CS计算机代考程序代写 android Java Mobile and Ubiquitous Computing

Mobile and Ubiquitous Computing
Labsheet 1 – Getting Started with Android Studio
1. Getting started with Android Development
Welcome to the first lab of the Mobile and Ubiquitous Computing module! Over the coming semester, these labs will give you the opportunity to learn about different aspects of the app development process using Android.
In this lab, you will:
1. Familiarise yourself with the development environment for Android, Android Studio.
2. Create an application from an in-built template.
3. Run the app using the build in Android Studio’s emulator or on your Android device.
2. The Development Environment
In these labs, we’ll be using Java to develop our Android applications. However, Android devices don’t run .class or .jar files like the normal Java Runtime Environment (JRE). This means we can’t just use a typical Java Development Kit of the kind you might have used previously in your studies. Instead we must use the Android SDK. Compiling against the SDK gives us bytecode that can be executed in the Android Runtime.
Although it is technically possible to compile Android applications from the terminal, Android Studio is the easiest way to create applications for the Android SDK. It has a variety of useful features, including GUI-based tools for interface design and good integration with Android emulation. It’s a little bloated and can be very slow but it is the best tool we have.
3. Before you get started

4. Starting Android Studio and creating a new project
First, create a new project (“Start a new Android Studio project”)
Choose to create an “Empty Activity”. Configure this with a suitable name (e.g., AndroidLab1), and ensure that you save it somewhere you can find it later. For the Language, choose Java and for the minimum API Level, choose API 24, Android 7.0, Nougat (we’ll cover API levels in future weeks). Click Finish and wait while Android Studio assembles your project. This might take several minutes!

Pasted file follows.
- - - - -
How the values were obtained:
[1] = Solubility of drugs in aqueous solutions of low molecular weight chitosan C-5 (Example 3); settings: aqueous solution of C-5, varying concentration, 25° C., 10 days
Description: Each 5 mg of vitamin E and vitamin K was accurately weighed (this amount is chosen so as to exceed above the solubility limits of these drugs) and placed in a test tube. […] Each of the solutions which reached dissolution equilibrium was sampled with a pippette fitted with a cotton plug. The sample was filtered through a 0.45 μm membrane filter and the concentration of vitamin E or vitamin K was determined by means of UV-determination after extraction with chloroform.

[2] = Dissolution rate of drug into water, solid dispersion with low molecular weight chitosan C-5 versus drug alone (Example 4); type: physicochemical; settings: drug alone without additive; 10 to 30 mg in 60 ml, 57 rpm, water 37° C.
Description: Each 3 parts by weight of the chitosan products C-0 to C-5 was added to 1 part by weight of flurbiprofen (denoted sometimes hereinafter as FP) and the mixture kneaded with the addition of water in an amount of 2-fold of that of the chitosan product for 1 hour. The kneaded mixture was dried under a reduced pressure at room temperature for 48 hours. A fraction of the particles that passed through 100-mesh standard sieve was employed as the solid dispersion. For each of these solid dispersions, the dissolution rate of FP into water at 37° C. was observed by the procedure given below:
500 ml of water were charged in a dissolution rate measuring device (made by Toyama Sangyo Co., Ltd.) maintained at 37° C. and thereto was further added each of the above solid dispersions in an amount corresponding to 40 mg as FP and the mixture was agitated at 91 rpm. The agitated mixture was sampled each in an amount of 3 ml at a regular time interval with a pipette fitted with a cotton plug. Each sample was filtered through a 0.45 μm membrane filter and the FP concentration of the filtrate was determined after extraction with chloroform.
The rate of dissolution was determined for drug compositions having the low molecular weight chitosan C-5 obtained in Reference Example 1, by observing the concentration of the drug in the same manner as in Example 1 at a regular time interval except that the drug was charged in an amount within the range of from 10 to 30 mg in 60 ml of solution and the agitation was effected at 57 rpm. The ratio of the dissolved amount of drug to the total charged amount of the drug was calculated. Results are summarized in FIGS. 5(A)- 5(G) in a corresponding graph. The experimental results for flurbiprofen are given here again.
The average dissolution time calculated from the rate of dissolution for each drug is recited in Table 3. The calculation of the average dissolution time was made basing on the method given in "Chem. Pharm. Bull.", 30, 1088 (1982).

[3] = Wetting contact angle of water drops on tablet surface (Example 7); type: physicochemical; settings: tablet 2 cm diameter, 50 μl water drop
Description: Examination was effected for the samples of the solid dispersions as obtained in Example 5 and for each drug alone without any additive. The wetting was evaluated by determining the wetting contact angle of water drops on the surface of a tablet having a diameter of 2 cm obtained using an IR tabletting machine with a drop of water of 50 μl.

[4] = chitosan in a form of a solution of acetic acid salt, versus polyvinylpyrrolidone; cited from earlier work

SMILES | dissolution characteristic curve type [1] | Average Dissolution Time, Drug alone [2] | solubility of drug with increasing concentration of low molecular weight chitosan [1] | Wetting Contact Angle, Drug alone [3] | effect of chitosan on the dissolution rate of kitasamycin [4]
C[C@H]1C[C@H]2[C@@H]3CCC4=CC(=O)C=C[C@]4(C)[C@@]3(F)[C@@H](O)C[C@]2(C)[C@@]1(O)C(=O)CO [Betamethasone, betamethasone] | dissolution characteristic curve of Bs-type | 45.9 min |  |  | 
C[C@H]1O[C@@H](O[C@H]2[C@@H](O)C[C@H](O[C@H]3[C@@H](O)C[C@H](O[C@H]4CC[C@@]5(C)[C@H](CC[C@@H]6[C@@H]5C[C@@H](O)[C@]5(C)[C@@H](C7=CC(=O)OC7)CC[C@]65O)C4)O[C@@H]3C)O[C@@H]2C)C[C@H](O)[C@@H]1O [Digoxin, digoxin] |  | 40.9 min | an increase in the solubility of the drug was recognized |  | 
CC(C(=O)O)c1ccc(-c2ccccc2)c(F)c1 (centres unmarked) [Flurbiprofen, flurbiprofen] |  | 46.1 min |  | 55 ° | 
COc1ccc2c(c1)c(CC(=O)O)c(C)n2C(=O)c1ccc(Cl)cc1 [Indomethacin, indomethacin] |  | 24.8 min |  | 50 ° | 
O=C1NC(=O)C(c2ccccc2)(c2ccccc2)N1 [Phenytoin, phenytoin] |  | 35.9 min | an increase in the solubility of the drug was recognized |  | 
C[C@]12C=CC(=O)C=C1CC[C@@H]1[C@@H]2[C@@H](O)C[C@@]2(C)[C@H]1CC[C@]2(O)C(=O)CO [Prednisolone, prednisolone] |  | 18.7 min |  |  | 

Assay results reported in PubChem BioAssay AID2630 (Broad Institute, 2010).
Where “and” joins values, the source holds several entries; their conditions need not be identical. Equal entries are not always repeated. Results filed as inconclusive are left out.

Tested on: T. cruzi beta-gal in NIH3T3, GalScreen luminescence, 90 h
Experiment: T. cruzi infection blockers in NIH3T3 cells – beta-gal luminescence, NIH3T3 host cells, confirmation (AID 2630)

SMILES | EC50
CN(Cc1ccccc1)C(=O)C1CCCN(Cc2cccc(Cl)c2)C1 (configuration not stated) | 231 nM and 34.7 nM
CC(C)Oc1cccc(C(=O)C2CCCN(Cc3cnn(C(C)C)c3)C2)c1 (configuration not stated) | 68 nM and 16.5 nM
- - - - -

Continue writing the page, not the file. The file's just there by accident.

5. Setting up and running your app
We’ve now created the most basic Android application that we can. It’s made from templates that ship with Android Studio, so we’ve not had to write any code ourselves yet. Let’s if it runs.
Have an Android device of your own?
If you have an Android device of your own, then running you code on it will be much quicker than using an emulator. I recommend this approach if you have a device handy. You will need to enable USB debugging on your device and then plug it into your machine.

Once you have done this, plugged in your device (and made sure the USB setting is it is not set to ‘charge only’), the device should appear in the Android Studio toolbar.
Your device should appear here.
No Android device of your own?
No Android device of your own? No worries, you can use an emulator instead. To do this, let’s create an Android Virtual Device. To do so, click the icon in the toolbar.
Click “+ Create Virtual Device” in the screen that appears. You will be presented with a list of different devices for which ready-built emulation devices exist. I recommend choosing the “Pixel 2” device. Select it and click “Next”

Next you will see a big list of system images. These reflect different versions of Android that can be run on the device that you have selected. I recommend choosing Android Q, which is API Version 29, but just make sure you choose something with API version 24 or higher. You will need to click the “Download” link next to the Android version name. Once that has completed, you can select the image and click “Next”.
The final screen lets you make adjustments to the way that the emulator works. The defaults are fine, so just click “Finish”. You should now see your new emulator in the Android Virtual Device Manager window. You need to start the emulator to be able to use it.
Click to start the emulator
This starts the emulator. This will take a little while, especially first time around. Take a few minutes to stretch your legs and rest your eyes.
Once it has finished booting, you should be able to see the emulator appear in the toolbar as an online device:
Emulator appears here.

Running the app
Now we can run our application on the physical device you have plugged in or in the emulator we have just set-up. Click Run → Run ‘app’ command. Android Studio will go through a few built
stages. This will take a little while too. Eventually, the app will start running on the device you have selected and you’ll see an empty screen. This is your “Hello World” app up and running. 🥳
That’s it for this week. We’re up and running with Android Studio.

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